This is not an interstate kind of a story; it’s a back road drive with a raconteur at the wheel. There’s a wonderful pot in a remote place, and it takes a bit of a hike and some excavation to find it. Brush off another layer, and there it is, an intact marvel of original workmanship. The old pots which the narrator, Hubie Schuze, admires were made by hand, not on a wheel, and their shape shows it. Not perfect—and not meant to be. That’s part of their character. This book is not shaped like a standard mystery novel, either. Don’t expect it to be. Just ride the back road. Hubie knows where he’s going (though you may wonder about that at times).
The prologue takes off like a rocket. Then, during the first few chapters, new readers may go through what I’ll call “orientation to Hubie,” getting used to the flow of his entertaining and often educational ramblings on topics historical, artistic, culinary, and unclassifiable. (Established fans of the series already enjoy this as much as solving the mysteries.) If you’re new to the Pot Thief and decide to start here, don’t worry, keep reading. Once Hubie gets out in the desert to illegally “rescue” an ancient pot, the story, his character, the setting and his deep reverence for the artifacts he finds and sells come together into a lively, colorful tale that’s both a clever mystery caper and a sweet, delightfully off-beat love story. There’s a lot of wordplay, for fans of that type of wit. However, the humor I liked most in this book was that which came authentically from characters and situations, and there’s plenty of it. Hubie’s sincere and awkward attempt to put his girlfriend at ease in a delicate situation is hilarious, all the more so because it comes from his heart. A sudden turn of events near the end is so perfectly timed and phrased for comic effect, I think my neighbors heard me laugh when I read it.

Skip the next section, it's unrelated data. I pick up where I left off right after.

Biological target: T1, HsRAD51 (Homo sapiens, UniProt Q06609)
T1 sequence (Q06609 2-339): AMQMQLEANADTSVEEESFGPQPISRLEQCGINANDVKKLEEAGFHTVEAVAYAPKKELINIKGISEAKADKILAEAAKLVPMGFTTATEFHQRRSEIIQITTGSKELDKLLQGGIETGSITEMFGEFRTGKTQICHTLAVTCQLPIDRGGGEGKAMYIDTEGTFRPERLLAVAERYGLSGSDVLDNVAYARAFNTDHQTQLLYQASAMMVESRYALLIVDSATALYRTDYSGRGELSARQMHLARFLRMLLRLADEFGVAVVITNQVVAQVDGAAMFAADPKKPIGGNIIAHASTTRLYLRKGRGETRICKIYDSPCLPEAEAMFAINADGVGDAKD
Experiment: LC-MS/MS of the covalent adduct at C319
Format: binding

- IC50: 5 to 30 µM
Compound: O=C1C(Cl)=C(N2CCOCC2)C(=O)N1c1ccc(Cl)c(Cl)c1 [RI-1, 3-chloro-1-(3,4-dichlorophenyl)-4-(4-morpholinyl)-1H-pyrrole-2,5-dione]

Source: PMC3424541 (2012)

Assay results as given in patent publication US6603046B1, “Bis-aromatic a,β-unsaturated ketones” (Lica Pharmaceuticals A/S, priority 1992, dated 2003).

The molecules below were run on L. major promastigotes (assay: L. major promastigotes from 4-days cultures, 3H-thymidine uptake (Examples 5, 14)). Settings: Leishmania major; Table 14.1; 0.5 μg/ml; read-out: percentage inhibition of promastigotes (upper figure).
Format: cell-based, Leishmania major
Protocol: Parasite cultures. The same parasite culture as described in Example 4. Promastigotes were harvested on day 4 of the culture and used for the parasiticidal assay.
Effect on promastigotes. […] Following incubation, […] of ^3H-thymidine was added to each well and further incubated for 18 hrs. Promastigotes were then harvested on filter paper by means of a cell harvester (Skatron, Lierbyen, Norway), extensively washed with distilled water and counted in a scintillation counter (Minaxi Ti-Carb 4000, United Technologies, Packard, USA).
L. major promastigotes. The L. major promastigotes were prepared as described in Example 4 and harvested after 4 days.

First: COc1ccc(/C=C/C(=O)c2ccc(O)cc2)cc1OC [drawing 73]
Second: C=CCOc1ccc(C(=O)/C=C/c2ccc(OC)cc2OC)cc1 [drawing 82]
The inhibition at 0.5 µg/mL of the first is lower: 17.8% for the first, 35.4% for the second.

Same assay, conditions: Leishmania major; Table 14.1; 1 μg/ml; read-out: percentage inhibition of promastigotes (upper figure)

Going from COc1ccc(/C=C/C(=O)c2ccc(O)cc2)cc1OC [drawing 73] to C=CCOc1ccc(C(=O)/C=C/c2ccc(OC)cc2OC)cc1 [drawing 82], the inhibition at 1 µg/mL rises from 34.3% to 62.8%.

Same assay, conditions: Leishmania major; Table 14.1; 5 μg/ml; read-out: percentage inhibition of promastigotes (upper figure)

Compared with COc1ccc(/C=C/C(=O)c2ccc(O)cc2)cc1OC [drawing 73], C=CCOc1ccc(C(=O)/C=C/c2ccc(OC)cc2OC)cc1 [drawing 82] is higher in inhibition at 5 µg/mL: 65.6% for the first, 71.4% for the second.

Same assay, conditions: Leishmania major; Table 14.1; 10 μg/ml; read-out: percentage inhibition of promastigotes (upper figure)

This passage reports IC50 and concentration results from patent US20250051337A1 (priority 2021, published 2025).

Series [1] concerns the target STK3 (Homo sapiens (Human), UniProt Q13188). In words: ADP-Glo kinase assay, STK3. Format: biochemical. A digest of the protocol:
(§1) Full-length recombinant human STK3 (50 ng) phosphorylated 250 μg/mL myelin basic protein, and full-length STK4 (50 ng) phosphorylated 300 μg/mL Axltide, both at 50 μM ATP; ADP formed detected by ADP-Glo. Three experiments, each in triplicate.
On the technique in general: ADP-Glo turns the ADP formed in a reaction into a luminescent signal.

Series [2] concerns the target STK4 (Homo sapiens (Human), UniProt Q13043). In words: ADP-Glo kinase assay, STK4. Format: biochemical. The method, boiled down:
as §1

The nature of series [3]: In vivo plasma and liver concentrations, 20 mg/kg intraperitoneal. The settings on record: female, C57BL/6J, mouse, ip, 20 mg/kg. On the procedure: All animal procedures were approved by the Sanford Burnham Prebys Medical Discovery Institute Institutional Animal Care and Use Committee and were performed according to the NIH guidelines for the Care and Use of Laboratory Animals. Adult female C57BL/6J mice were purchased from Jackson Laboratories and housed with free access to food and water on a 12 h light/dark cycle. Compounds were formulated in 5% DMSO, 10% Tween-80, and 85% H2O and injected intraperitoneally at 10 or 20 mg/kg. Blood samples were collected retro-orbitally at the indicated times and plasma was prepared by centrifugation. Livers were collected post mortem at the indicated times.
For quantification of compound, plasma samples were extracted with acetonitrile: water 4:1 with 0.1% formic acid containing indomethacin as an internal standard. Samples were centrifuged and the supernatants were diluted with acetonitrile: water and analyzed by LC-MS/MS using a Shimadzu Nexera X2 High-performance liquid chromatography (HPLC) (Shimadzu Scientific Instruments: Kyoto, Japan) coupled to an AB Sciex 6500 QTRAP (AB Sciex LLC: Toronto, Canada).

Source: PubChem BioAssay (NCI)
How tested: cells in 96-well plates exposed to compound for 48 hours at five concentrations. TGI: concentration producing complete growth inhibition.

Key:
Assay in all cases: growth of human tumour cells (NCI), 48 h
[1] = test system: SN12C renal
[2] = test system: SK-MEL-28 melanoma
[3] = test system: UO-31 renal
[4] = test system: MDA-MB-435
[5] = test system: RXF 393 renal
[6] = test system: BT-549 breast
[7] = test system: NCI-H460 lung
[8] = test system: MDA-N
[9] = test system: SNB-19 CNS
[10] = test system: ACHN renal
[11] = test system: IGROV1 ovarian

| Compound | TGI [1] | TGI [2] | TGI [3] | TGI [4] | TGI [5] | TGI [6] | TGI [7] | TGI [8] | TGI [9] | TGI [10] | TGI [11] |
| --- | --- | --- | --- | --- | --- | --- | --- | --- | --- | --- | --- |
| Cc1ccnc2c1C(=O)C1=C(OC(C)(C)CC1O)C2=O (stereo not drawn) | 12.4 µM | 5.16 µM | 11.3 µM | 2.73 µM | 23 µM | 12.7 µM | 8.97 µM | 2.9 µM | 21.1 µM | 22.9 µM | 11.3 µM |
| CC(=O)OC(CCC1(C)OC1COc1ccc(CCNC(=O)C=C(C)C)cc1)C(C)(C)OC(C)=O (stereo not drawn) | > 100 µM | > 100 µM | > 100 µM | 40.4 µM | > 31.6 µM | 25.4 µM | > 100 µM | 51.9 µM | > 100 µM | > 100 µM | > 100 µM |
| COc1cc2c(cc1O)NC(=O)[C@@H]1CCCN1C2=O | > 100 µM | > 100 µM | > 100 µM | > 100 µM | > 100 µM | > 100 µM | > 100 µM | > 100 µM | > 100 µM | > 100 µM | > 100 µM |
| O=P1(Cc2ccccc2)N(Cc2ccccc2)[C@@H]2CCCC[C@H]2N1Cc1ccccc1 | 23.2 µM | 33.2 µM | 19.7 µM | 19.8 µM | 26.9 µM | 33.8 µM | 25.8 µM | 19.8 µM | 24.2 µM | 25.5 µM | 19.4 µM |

The New Mexico landscape and locations—from Albuquerque to Truth or Consequences to the vast emptiness of the White Sands Missile Range—are portrayed well. Hubie’s idiosyncratic meanderings are part of the New Mexico feel of the book. I can easily see him in the mini-park in the median in Truth or Consequences across from Black Cat Books and Rio Bravo Fine Art. I can’t decide if he would get on my nerves or amuse me if I sat with him—probably both—but he fits perfectly. (There seem to be a lot of smart, eccentric, single, middle-aged men in T or C.) Orenduff has created a unique character in Hubie, and his own style of mystery—intelligent, non-violent, and funny, with the murder aspect secondary to other puzzles. The red herrings are effective, the clues are laid well, the solution is surprising, and the end is satisfying.
If you haven’t yet discovered the earlier books in the series and want to start at the beginning, the titles, in order, are:
The Pot Thief Who Studied Pythagoras
The Pot Thief Who Studied Ptolemy
The Pot Thief Who Studied Escoffier
The Pot Thief Who Studied Einstein
The Pot Thief Who Studied D.H. Lawrence
The Pot Thief Who Studied Billy the Kid
The Pot Thief Who Studied Georgia O’Keefe (release date: Jan. 26, 2016)
Next week I’ll have an interview with the author, J. Michael Orenduff.
4 thoughts on “A New Mexico Mystery Review: The Pot Thief Who Studied Georgia O’Keefe”
This is a wonderful review!